Border security provision hit with injunction

MALDEF: HB11 targets landlords, shelter directors

SAN ANTONIO – A provision in the bi-partisan border security bill known as HB 11 has been hit with a preliminary injunction by MALDEF, the Mexican-American Legal Defense and Educational Fund.

“The harboring provision does not protect public safety. It only targets landlords and shelter directors,” said Nina Perales, MALDEF lead counsel.

Click here to view the full injunction.

Perales and two of the plaintiffs in the case were among those speaking out Tuesday in front of the Federal Courthouse.

Landlord David Cruz said, “As long as my tenants take care of the property and respect the neighbors and pay me my rent, I don’t have a problem.”

Jonathan Ryan, executive director of RAICES, a legal advocacy group that operates two shelters, said, “We say that we welcome refugees and we reject any law that cause fear and confusion among the community.”

However, the primary sponsor of the bill that became law last September, State Rep. Dennis Bonnen said, “It’s a gross exaggeration within their lawsuit. Their lawsuit is political theater. It’s all it is.”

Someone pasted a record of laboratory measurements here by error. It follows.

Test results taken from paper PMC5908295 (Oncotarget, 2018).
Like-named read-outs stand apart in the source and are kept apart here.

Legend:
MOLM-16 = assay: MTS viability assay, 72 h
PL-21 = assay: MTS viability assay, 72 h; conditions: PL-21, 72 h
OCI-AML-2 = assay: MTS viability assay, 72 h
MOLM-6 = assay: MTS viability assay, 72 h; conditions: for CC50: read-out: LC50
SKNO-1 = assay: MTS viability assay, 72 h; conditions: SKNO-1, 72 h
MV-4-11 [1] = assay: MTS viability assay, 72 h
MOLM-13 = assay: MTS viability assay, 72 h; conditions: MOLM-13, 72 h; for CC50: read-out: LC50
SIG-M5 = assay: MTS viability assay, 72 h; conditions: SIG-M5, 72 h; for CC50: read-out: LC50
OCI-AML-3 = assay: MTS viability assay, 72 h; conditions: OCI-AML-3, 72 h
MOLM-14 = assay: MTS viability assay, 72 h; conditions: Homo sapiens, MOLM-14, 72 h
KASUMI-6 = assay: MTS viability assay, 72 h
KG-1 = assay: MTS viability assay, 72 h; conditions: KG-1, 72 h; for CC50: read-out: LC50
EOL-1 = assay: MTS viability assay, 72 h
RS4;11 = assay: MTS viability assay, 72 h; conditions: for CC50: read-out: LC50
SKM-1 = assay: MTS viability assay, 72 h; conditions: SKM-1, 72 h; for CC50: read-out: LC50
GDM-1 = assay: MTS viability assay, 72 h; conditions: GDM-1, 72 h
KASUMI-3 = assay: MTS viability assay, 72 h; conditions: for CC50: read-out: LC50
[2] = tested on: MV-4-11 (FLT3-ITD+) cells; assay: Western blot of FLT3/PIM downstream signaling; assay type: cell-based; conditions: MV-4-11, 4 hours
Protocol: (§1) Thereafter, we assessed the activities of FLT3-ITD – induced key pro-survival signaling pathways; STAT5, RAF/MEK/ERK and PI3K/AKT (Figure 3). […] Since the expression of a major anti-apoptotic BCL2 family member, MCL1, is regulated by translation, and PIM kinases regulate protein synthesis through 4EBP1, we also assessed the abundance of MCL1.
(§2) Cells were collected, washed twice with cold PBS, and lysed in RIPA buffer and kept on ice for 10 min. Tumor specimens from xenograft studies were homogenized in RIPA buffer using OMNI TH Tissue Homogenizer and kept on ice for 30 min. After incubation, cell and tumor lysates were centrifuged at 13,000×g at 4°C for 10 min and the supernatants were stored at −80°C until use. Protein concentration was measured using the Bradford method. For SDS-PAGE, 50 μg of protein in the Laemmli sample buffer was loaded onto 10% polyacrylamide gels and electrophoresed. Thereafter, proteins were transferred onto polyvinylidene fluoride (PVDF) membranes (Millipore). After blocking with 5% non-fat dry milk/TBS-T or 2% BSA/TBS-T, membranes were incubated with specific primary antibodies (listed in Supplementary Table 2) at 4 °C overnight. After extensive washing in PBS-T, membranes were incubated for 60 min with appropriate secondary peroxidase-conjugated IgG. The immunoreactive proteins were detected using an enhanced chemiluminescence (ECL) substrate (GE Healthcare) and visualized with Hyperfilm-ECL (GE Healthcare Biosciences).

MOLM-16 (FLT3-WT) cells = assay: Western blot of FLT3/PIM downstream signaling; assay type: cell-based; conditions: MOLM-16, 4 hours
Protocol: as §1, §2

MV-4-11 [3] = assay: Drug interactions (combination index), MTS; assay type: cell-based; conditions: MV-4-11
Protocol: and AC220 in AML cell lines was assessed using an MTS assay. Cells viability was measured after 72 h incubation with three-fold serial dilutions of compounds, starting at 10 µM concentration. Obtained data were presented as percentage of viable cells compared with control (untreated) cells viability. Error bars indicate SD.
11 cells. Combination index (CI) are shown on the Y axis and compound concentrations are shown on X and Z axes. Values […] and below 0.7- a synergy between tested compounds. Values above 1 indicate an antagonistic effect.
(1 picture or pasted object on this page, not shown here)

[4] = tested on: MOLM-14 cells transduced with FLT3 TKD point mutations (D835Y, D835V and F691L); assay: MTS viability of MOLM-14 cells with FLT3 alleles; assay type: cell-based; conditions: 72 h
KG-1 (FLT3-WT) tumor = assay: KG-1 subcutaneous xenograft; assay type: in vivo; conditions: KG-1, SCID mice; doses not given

A Republican from Angleton, Bonnen who represents District 26 in the Houston area, said the provision does not call for immigration status checks by landlords or shelter operators.

Perales said similar legislation in the past banning landlords from renting to undocumented immigrants were declared unconstitutional in Texas and elsewhere.

Bonnen said HB 11 is not the same.

“As long as the landlord is not in cahoots on a continual and regular basis with the cartels from Mexico and South America, they have nothing to be concerned with,” Bonnen said. “This is about whether you are smuggling individuals in and out of the country.”

A major problem has been stash houses crammed with undocumented immigrants left there by smugglers until they pay up or they’re moved elsewhere.

The language in Section 15 reads, “a person commits an offense if the person ... encourages or induces an individual to enter or remain in the country in violation of federal law by concealing, harboring, or shielding that person from detection.”

Asked whether that could still trigger fear among immigrants if DPS troopers show up at a renter’s door to investigate, Bonnen said, “Only if they buy into MALDEF’s propaganda.”

Bonnen said it would be impossible to make a case under HB 11 if a landlord happens to have a tenant in the country illegally.

“If they didn’t fear it before the bill was passed, there’s no reason to fear it today,” Bonnen said.

Perales said other state and federal laws already exist against smuggling and trafficking.

“We know what the standards are under federal law. We know federal law is supreme,” Perales said.